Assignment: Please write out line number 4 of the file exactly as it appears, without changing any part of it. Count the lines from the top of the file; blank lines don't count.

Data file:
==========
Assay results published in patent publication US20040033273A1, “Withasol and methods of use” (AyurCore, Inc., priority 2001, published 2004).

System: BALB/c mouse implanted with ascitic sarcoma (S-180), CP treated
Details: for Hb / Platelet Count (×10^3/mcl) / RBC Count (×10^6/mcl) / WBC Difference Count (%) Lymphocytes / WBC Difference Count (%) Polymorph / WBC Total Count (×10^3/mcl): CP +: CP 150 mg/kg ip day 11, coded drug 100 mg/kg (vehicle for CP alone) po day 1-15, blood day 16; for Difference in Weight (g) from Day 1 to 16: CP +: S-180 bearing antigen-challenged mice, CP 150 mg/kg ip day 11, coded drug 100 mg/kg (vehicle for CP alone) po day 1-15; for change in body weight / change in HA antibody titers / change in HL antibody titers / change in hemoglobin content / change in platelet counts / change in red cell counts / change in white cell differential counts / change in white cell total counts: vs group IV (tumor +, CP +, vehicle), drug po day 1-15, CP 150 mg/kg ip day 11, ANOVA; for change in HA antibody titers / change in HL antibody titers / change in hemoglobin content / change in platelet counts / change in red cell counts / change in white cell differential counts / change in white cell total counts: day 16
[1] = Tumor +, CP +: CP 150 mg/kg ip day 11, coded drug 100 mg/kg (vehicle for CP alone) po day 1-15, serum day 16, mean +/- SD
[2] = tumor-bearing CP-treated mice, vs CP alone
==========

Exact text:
[1] = Tumor +, CP +: CP 150 mg/kg ip day 11, coded drug 100 mg/kg (vehicle for CP alone) po day 1-15, serum day 16, mean +/- SD